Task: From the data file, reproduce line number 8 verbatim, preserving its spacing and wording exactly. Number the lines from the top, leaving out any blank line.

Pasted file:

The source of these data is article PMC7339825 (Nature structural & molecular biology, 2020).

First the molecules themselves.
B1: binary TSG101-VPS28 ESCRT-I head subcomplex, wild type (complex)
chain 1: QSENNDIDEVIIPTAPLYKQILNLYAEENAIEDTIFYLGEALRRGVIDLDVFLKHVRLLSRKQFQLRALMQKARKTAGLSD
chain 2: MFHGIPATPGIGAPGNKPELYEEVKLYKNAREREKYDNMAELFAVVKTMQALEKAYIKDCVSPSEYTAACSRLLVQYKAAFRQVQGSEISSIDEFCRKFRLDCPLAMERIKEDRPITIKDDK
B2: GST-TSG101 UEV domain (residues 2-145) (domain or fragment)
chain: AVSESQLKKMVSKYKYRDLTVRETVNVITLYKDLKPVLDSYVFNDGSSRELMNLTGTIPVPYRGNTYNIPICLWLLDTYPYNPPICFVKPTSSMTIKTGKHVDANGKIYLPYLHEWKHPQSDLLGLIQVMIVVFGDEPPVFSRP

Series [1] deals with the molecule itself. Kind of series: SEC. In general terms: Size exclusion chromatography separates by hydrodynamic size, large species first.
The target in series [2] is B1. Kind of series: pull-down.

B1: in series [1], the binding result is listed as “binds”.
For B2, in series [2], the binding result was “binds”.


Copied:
Series [1] deals with the molecule itself. Kind of series: SEC. In general terms: Size exclusion chromatography separates by hydrodynamic size, large species first.